Yan Fu is best remembered for his translation of modern Western intellectual works and his epigrammatic “xin-da-ya” translation principles, generally taken to mean faithfulness to the original text, comprehensibility and elegance. It is a known fact that Yan’s translation agenda is highly purposeful and that many of his commentary-translations are not faithful to the original texts. I am going to argue that if faithfulness really matters in Yan Fu’s translation project, it is his faith to the Confucian dao. I am presenting Yan Fu as a Confucian scholar who takes up narrative rewriting (that is, translation) as practice (manifestation and modernization) of the Confucian dao just like Confucius himself. I will also attempt exegetical and eisegetical analysis of his “xin-da-ya” theory from the perspective of Confucian literary poetics, examining the three concepts with reference to respective passages from the Classic of Changes, the Analects and the Zuo’s Commentary. This reveals that in practice, “xin-da-ya” represents a set of moral code (applicable also to speech as performative act) in the Confucian tradition, though in theory, it is generally perceived as a set of a priori translation principles constructed out of a vacuum.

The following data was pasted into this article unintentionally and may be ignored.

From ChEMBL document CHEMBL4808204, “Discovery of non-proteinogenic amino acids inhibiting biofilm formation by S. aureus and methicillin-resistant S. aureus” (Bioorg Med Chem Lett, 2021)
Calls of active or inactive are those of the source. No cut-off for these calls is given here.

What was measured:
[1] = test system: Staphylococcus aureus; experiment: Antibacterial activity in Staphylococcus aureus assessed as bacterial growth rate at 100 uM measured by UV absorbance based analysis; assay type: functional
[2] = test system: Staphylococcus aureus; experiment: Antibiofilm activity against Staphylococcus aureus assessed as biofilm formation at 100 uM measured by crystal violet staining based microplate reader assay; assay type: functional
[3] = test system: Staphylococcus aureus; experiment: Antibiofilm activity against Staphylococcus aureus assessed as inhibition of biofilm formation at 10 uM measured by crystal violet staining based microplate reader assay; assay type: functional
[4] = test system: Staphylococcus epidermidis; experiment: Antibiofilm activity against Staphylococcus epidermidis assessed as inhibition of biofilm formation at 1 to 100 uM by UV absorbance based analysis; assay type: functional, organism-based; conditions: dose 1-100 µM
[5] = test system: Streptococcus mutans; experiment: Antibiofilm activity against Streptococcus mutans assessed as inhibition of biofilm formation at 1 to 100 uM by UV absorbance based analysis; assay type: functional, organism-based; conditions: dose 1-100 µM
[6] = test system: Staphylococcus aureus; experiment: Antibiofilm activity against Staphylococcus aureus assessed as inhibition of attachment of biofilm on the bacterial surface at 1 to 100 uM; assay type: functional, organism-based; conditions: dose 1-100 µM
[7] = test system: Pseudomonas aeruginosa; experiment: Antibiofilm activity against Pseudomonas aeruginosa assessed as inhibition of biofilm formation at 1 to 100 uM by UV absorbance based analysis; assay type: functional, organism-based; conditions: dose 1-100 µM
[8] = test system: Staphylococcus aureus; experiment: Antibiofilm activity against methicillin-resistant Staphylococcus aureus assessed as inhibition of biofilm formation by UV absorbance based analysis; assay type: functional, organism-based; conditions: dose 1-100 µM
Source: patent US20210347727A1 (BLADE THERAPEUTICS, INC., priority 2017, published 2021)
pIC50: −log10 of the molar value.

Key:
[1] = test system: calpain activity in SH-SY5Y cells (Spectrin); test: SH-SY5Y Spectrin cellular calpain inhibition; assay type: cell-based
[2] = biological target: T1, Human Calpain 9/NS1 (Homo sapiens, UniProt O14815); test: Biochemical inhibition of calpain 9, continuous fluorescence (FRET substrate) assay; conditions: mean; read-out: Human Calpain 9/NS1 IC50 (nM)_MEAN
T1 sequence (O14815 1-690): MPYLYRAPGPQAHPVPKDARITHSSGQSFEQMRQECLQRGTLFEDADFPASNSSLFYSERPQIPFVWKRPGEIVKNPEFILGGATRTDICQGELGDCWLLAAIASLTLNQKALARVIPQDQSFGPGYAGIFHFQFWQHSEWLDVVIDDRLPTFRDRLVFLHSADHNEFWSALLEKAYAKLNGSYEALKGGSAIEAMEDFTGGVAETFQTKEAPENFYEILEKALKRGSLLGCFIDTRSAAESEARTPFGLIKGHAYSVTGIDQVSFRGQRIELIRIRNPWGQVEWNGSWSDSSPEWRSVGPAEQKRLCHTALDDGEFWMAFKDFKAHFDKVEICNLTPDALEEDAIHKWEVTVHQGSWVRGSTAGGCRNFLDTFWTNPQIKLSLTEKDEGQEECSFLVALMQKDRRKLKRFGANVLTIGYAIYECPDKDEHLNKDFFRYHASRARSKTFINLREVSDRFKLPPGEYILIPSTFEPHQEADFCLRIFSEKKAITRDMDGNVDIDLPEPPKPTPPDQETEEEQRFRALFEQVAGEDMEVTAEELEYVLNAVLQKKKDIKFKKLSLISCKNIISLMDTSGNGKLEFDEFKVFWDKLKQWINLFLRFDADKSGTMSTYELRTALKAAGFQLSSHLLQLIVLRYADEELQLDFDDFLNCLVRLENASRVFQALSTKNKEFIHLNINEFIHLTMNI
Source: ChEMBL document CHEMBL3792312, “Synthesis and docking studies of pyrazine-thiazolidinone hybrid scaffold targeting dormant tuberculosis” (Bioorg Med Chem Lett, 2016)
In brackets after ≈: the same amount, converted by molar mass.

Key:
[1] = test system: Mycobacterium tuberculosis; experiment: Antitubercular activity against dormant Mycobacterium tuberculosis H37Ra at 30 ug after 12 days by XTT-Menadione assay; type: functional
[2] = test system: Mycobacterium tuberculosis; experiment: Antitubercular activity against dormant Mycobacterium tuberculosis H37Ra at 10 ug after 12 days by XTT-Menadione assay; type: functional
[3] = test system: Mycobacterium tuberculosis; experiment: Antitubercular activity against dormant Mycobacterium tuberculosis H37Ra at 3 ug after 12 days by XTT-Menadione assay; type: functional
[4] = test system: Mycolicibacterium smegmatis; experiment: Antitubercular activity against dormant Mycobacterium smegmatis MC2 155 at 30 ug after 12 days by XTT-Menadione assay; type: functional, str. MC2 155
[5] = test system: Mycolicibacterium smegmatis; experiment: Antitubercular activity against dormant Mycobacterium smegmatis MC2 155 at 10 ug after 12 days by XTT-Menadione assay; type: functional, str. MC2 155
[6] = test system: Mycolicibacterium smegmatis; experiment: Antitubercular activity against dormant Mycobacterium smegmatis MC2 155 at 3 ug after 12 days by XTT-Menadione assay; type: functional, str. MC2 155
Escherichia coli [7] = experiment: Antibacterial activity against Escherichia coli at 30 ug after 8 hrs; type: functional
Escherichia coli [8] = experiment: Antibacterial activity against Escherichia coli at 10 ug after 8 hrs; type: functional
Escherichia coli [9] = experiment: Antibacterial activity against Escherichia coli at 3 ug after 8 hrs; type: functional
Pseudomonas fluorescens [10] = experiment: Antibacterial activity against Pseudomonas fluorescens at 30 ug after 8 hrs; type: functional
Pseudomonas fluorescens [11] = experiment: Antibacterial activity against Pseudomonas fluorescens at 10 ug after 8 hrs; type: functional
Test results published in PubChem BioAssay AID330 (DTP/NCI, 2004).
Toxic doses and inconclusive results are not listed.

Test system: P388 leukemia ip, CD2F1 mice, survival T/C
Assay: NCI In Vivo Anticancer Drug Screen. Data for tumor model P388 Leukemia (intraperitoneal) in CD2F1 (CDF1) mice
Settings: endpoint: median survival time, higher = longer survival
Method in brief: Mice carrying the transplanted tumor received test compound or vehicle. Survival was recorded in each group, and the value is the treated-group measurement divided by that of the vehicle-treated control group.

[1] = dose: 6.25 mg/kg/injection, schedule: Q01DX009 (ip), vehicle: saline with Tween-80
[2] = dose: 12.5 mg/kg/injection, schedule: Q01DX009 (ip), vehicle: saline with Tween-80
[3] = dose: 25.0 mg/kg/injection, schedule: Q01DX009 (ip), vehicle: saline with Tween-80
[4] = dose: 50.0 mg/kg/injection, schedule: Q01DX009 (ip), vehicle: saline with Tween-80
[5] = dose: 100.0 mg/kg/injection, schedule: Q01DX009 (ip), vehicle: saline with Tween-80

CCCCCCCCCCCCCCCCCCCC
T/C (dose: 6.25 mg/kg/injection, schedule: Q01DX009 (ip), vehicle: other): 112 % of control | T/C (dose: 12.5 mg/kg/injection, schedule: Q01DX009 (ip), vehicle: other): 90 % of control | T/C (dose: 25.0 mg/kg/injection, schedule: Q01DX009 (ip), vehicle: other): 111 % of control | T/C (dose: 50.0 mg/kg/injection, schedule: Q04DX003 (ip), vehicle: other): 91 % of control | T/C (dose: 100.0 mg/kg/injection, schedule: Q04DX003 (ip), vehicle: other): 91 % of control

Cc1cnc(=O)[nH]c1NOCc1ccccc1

About the Speaker:
Ms Elsie Chan teaches translation at the City University of Hong Kong and is currently a PhD candidate at the University of Warwick. Her research interest lies in comparison between Chinese and Western translation theories and intellectual history. Her published articles include (in English) “Translation in Hong Kong: Toward 1997 and into the 21st century”, “Translation of Buddhist Scriptures into Chinese: A Power-Governed Discourse”, “Back to the Future: Future Development of Translation Studies in Hong Kong”, “Translation Principles and the Translator’s Agenda: A Systemic Approach to Yan Fu”, and (in Chinese) “Tradition and Conciliation: The Prospect of Translation Studies in China in the 21st Century”, “A Historical and Systemic Study of Yan Fu’s Translation”.